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1. Heather Douglas (Waterloo) and others on how to fix Canadian science policy (audio here).
2. “Good luck idiots. I hope you enjoy your new kangaroo overlords,” said Machiavelli.
3. A continental philosopher complains about the “imperialistic approach of analytic philosophy.”
4. How confronting moral dilemmas in a foreign language makes you more utilitarian, in The New York Times.
5. Teaching a multi-religious philosophy of religion course to a multi-religious class in Beirut, “with car bombs detonating almost every week”.
6. John Martin Fischer’s Immortality Project, in Slate.
7. A brief for the philosophy of food, by Dwight Furrow (San Diego Mesa)
8. Genoveva Marti and Edouard Machery on reference and experimental philosophy at Philosophy TV.
9. John Locke is British MP Lisa Nandy’s favorite political philosopher. See her in a brief and somewhat cheesy modern made-for-tv interview about Locke’s ideas and life.


1. Churchland vs. McGinn in the New Your Review of Books.
2. The philosophy of mind of the Robocop remake? I’d buy that for a dollar.
3. The ethics of whistleblowing and state secrecy — a review essay by political theoriest William Scheuerman.
4. How do you know you’re not a zombie yourself?
5. “The emotional component of our moral judgment is not strictly based on a harmful act’s outcome” a recent finding from the Brown University Moral Psychology Research Lab.
6. Meanwhile, a team of philosophers at Case Western using fMRI claim to have “found that the human brain has an analytic network and an empathetic network that tend to suppress one another.”
7. Argentina has a National Thinking Office, and its strategic coordinator is a philosopher. Apparently both the appointment and the office are controversial.
8. Using teamwork to get ahead in academia.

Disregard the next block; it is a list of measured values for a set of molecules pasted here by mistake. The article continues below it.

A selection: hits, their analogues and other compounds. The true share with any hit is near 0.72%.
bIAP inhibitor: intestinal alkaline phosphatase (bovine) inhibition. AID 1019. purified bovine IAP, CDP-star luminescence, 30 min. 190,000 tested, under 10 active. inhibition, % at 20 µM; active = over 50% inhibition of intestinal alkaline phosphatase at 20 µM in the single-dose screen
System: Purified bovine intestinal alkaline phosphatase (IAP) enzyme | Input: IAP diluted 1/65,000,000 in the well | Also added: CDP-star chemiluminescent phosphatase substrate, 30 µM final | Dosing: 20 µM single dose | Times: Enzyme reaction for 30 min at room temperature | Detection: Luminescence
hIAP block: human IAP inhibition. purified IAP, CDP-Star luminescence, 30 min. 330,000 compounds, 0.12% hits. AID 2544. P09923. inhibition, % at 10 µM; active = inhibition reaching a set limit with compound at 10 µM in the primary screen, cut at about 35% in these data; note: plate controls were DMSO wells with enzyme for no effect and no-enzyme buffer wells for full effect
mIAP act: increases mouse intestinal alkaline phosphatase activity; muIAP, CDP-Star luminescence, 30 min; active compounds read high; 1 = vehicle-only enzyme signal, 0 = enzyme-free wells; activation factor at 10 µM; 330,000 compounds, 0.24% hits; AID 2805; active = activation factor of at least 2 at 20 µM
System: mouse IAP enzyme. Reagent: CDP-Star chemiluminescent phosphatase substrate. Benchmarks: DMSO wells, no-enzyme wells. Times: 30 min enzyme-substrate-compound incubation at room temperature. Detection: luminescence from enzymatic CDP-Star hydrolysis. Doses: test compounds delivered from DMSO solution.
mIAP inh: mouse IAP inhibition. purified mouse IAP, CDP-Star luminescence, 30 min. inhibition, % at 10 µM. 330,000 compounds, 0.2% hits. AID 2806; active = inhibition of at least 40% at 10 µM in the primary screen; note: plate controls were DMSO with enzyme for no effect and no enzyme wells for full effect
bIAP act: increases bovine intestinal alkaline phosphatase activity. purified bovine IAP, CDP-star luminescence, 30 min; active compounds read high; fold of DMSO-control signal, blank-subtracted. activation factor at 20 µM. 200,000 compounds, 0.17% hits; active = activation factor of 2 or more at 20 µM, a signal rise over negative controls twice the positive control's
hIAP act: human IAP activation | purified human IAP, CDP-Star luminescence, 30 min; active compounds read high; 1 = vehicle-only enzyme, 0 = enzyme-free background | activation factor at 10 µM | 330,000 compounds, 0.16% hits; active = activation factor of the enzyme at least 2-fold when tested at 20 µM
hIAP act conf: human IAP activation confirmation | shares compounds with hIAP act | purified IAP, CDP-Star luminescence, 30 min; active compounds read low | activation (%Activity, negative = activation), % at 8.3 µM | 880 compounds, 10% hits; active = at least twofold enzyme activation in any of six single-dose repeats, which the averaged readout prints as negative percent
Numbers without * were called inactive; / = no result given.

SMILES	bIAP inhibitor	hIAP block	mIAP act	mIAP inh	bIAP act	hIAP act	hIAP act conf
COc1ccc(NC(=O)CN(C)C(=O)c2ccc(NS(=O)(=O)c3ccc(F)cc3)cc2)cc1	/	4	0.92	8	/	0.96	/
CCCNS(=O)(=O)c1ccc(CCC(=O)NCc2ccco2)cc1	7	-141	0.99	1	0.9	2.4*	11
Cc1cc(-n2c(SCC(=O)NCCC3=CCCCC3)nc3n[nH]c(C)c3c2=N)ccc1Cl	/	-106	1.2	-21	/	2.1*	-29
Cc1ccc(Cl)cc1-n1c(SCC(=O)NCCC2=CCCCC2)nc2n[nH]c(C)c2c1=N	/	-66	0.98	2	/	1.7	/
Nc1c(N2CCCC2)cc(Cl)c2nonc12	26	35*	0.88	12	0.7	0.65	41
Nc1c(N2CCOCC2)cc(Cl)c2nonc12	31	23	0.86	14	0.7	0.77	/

New Open Access Philosophy Journal

Ergo is a new general, open access philosophy journal that launches today. In their introduction, Franz Huber and Jonathan Weisberg describe the data and other factors that led to the creation of the new journal. They also reveal their own statistics, including acceptance rates and time-to-decisions.

Besides the introduction, there are four articles in the current ..


Radical Suffering Reduction & Virtual Killings

The Foundational Research Institute says that it “brings together researchers from diverse fields to examine how humanity can best reduce suffering in the future. We draw on insights from artificial intelligence, technology, anthropic reasoning, international relations, sociology, public policy, ethics, and many other disciplines.” Its website seems to be mainly the..


A Library of Well-Reasoned Arguments

Joshua Frankel wrote in to share a new collaborative opensource website project he and others are developing called Whysaurus. The idea is to

create a repository of the best arguments for any idea, where emotional manipulation and flowery rhetoric are removed, leaving only the core statements, arranged in a network. So the next time a discussion touches a difficult i..